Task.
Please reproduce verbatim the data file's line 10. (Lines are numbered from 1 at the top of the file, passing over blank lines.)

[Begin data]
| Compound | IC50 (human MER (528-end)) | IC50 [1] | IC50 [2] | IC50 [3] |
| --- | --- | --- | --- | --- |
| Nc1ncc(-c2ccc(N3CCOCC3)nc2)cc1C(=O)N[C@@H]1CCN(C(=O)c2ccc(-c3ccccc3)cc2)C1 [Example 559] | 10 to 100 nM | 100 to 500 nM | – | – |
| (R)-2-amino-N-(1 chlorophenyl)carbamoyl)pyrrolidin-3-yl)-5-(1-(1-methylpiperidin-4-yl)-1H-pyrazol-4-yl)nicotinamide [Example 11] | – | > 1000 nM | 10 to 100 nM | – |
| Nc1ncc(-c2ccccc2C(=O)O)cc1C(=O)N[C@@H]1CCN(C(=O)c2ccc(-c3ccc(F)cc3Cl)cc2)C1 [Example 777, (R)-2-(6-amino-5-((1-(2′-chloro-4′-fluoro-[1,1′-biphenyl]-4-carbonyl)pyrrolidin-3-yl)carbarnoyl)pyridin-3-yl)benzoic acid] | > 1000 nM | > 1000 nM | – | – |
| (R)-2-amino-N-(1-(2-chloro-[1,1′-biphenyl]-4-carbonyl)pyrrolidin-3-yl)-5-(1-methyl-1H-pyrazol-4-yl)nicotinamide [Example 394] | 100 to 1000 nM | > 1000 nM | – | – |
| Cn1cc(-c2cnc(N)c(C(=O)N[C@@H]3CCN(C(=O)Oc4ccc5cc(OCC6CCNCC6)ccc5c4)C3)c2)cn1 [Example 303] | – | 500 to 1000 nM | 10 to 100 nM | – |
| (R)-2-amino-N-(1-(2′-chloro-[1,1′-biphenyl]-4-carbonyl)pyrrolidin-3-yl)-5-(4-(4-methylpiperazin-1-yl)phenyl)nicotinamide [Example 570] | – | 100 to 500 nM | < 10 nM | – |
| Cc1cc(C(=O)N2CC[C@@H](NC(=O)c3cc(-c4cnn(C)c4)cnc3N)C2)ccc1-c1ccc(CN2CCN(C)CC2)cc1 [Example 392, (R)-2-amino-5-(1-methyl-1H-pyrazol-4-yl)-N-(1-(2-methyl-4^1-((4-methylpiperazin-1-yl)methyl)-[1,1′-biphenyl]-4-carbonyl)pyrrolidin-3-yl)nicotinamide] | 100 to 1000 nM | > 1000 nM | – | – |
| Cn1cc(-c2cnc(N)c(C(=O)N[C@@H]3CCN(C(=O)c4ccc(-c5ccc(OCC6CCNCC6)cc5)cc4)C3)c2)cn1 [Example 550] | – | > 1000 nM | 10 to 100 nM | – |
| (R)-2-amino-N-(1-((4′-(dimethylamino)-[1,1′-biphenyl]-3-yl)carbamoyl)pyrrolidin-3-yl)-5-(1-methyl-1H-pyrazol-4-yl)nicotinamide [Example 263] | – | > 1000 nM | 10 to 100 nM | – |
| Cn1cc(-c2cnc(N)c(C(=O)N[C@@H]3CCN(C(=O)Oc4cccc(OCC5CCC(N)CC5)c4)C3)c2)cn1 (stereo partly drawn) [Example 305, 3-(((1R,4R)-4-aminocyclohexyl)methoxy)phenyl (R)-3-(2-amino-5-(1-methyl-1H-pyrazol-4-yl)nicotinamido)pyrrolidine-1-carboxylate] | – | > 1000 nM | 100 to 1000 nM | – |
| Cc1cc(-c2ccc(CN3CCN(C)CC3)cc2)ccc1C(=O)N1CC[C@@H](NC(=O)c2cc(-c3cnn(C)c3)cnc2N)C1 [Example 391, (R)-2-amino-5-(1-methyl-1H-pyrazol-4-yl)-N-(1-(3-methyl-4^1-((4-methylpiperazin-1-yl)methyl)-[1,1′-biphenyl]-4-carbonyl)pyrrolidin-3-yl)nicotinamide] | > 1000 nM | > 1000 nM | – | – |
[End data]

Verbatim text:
| Cn1cc(-c2cnc(N)c(C(=O)N[C@@H]3CCN(C(=O)c4ccc(-c5ccc(OCC6CCNCC6)cc5)cc4)C3)c2)cn1 [Example 550] | – | > 1000 nM | 10 to 100 nM | – |